Gemstone Guide: Jasper
Over the past few months, we’ve been highlighting some of our favorite gemstones including amethyst, turquoise, and Larimar. Today we’ll be talking about another beautiful gemstone, jasper– particularly red jasper.
We’ll show you a few of our favorite pieces of red jasper jewelry as well as help you understand what makes it such a popular gemstone.
Let’s get started!
What is Jasper?
While jasper jewelry has been around since the days of the ancient Greeks, the word jasper is actually French, and means “speckled stone.”
That’s an accurate name if I’ve ever heard one! Chemically speaking, jasper is an opaque form of silica quartz. However, its beauty comes from inclusions of other minerals and elements that give jasper its unique speckled, spotted, or banded appearance.
The Many Shades of Jasper
Jasper actually comes in quite a few beautiful colors, including green, yellow, blue, red, black, and many more. These colors are the result of chemical “inclusions” within the stone itself. Different chemicals produce different colors and some colors are more common than others.
Even though there are dozens of varieties of jasper, red jasper is by far the most commonly found and most often used in jewelry around the world.
Where is Jasper Found?
As I mentioned earlier, unique combinations of chemicals produce different colors of jasper. This means that some colors are found only in certain locations. Some forms, like Mookaite jasper (found only in Mooka Creek in Australia) are named after where they’re found. Other forms get their color from very specific combinations of chemicals found in the areas where they’re mined.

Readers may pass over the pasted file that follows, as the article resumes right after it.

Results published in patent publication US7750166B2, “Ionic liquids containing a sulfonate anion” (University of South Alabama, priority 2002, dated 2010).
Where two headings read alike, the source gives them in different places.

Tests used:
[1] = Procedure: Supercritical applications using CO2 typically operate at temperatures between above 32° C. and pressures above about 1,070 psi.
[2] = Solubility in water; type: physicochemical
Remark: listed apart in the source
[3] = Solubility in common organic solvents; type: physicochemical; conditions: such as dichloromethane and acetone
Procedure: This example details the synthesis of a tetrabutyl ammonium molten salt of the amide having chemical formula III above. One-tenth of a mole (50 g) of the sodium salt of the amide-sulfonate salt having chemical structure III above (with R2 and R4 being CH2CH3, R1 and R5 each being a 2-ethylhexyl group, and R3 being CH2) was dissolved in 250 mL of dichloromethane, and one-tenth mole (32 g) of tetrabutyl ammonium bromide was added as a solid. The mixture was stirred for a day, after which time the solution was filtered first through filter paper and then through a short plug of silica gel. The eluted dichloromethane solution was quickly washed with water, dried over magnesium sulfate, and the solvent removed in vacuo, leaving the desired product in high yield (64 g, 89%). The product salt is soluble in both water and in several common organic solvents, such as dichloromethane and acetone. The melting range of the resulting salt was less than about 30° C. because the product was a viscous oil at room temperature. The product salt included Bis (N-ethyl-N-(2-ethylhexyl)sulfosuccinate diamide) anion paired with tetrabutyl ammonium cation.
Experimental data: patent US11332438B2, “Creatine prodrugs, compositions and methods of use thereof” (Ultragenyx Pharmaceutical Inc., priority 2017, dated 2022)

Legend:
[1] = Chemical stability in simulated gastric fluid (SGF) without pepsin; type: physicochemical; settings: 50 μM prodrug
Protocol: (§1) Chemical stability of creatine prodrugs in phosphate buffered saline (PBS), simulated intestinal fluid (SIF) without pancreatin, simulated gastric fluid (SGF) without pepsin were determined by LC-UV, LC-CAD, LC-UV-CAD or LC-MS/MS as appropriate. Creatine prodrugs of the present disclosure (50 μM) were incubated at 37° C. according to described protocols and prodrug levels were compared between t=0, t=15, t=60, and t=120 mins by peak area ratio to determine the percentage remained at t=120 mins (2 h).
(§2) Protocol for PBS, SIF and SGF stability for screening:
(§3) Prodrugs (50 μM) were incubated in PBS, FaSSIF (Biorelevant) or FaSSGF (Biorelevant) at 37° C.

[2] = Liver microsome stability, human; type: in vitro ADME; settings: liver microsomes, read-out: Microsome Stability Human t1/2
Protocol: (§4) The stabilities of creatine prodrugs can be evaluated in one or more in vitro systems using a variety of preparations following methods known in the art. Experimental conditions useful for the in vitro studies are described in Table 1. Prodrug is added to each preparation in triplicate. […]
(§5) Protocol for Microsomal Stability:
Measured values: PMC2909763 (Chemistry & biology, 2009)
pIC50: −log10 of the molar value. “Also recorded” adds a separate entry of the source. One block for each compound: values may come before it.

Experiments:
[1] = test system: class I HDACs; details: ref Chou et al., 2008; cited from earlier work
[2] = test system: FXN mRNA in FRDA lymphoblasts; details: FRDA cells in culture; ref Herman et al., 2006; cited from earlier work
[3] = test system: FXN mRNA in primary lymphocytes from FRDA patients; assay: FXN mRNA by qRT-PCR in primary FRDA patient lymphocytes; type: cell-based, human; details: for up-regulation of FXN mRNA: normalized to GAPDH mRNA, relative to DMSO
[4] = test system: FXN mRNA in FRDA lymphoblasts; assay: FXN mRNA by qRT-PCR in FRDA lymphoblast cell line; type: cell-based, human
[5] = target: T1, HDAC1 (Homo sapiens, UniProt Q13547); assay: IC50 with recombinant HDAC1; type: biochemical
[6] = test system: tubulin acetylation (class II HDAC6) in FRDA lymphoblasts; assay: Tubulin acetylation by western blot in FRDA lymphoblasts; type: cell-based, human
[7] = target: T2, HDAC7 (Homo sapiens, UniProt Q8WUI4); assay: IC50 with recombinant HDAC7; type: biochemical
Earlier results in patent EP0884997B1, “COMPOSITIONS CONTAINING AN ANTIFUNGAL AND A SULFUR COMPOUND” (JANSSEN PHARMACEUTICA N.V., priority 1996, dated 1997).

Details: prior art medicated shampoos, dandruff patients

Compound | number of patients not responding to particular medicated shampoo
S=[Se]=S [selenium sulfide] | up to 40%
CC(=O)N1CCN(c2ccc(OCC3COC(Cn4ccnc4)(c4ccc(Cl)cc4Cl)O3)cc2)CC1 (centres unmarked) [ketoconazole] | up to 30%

In general, however, jasper is more common than many other gemstones, meaning it’s not only beautiful, it’s affordable, too! In fact, it’s mined all over the world. You’ll find jewelry made from jasper mined in Oregon, Australia, Europe, Mexico, and around the world.
5 Fun Facts About Jasper
- Jasper is the birthstone for March.
- Some of the earliest drill bits in history were made from jasper– nearly 8,000 years ago!
- Red jasper is believed to have many spiritual properties– including the ability to prevent car crashes! Don’t forget to buckle up anyway, though!
- Jasper is the state rock of Massachusetts.
- Some pieces of jasper can actually be a window to the past, containing ancient volcanic gases and mud!
Working with Jasper
Jasper Throughout History
For over 2500 years, jasper has been used to make jewelry like rings. The beautiful green jasper ring pictured here dates back to somewhere between 300 and 600 BC.
In addition to jewelry, Jasper has been used for more utilitarian uses as well. Just look at this seal from around the year 1300, used for creating wax seals on letters and important documents.
Red Jasper Today
When it’s mined, jasper is usually quite rough and needs to be polished before it can be used to make gorgeous pieces of jewelry. You’ll commonly find red jasper in beaded necklaces, pendants, bracelets, rings, and earrings, as well as many other pieces of jewelry.